A billion dollar fund for 2/3-wheeler EV financing is on anvil, Auto News, ET Auto
The government, World Bank and Small Industries Development Bank of India (SIDBI) are set to launch a $1 billion fund to provide guarantees against loan default to lenders financing purchase of electric two- and three-wheelers, three people aware of the development said.
The entities will initially set up a $300 million “first loss risk sharing instrument”, a person involved in the talks said. “The funds would be available for all financial institutions to access as a first-loss instrument,” he said.
“The instrument would act as a hedging mechanism, for banks to access in case of defaults of loans on purchase of electric vehicles. This is expected to bring down the cost of financing EVs by 10-12%,” said the person.
Currently, the interest rate on loans to purchase electric two- and three-wheelers is 20-25%.
The Niti Aayog is the facilitating agency for the project, aimed at facilitating faster and easier financing of electric vehicles. The World Bank, Niti Aayog and SIDBI did not respond till press time Monday to emails seeking comment.
ET reported in October last year that government think tank Niti Aayog and the World Bank were in discussions to set up a $300 million loss-sharing mechanism to compensate banks giving loans for electric vehicle purchases. Total financing under the programme was estimated around $1.5 billion.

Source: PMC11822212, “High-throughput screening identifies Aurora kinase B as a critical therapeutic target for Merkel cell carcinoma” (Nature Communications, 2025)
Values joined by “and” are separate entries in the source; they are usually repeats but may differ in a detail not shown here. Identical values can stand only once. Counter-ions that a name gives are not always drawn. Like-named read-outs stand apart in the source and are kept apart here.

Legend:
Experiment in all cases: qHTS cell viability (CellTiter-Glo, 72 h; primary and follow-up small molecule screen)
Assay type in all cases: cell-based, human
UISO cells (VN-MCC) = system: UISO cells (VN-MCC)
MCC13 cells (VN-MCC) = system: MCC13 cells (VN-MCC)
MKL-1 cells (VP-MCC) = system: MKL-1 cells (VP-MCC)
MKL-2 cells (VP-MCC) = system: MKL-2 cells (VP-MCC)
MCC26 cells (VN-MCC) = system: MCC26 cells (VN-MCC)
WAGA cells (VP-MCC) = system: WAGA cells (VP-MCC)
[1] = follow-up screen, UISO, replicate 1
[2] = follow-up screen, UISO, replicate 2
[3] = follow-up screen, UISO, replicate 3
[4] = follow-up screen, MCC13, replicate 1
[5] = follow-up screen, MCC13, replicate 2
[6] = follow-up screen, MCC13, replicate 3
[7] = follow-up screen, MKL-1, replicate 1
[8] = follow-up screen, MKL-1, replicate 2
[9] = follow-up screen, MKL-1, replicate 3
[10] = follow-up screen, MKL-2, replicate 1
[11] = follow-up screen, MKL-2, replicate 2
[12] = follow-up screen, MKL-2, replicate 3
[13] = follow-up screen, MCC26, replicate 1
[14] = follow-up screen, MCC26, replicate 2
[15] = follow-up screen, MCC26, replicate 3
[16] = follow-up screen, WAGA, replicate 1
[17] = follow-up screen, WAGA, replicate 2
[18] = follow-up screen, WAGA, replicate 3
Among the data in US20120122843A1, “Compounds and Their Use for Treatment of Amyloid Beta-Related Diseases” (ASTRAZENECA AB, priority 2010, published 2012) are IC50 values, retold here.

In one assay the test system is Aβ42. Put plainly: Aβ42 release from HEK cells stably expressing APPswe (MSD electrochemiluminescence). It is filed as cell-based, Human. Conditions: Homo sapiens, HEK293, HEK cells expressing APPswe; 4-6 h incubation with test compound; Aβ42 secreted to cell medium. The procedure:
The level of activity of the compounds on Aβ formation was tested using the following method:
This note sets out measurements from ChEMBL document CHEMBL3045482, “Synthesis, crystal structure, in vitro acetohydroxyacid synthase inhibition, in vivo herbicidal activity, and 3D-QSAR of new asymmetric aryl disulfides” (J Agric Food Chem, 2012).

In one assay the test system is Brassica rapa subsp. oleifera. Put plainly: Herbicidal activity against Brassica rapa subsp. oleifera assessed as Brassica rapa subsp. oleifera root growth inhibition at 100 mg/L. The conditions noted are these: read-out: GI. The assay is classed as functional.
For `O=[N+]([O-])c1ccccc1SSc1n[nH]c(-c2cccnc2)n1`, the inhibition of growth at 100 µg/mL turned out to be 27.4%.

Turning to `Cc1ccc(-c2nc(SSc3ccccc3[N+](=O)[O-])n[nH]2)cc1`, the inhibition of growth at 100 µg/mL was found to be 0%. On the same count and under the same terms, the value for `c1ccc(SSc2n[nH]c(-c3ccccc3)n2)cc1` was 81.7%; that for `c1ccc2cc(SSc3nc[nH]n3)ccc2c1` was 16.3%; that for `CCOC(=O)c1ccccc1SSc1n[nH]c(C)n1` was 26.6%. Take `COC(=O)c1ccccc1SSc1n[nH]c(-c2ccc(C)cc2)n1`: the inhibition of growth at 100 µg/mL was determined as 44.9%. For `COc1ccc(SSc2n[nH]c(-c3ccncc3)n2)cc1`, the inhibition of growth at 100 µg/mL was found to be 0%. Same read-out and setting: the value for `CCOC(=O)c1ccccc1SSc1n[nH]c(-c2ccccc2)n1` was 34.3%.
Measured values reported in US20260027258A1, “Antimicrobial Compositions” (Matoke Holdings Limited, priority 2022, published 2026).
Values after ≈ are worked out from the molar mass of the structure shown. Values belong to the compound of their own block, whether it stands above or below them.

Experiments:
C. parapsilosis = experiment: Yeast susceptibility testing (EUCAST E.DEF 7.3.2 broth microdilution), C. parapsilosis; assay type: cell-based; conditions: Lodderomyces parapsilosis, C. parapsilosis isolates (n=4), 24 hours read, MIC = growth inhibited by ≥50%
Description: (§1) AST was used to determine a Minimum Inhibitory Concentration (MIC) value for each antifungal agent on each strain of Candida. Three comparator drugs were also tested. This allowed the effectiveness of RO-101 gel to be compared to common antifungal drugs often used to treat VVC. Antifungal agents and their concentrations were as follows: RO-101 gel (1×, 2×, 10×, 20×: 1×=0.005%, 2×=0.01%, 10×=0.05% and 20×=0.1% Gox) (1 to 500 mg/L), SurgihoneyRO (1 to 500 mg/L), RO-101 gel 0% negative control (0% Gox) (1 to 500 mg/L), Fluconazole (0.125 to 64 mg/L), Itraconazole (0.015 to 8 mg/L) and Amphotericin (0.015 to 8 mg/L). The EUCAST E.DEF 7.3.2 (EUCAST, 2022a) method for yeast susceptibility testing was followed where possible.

State Bank of India was being considered as the programme lead, but it moved out of the partnership as banks still consider EV as a risky segment. SIDBI will now be the implementing institution for the programme.
SBI moved out of the partnership as banks still consider EV as a risky segment, said a second person. “After a due diligence, it didn’t seem feasible for SBI to be the programme lead, as it had concerns with respect to EV technology, warranty, battery life,” he said.
SIDBI has of late been spearheading India’s efforts towards sustainable development goals by tying up with multiple small and medium companies to increase energy efficiency in their operations.
Banks have continued to shy away from this segment as they burnt fingers losing money on financing e-rickshaws, and other two- and three-wheelers powered with lead-acid batteries. Even as banks have maintained an arm’s length questioning the commercial viability and resale value of these vehicles, several non-bank lenders and digital financiers have taken the lead in financing this segment.
“Over the last few months, the EV financing segment is getting crowded by many fintech companies and NBFCs who have stepped into finance EVs with a competitively lower rate (than earlier) of interest,” said the chief executive of a company manufacturing electric two-wheelers.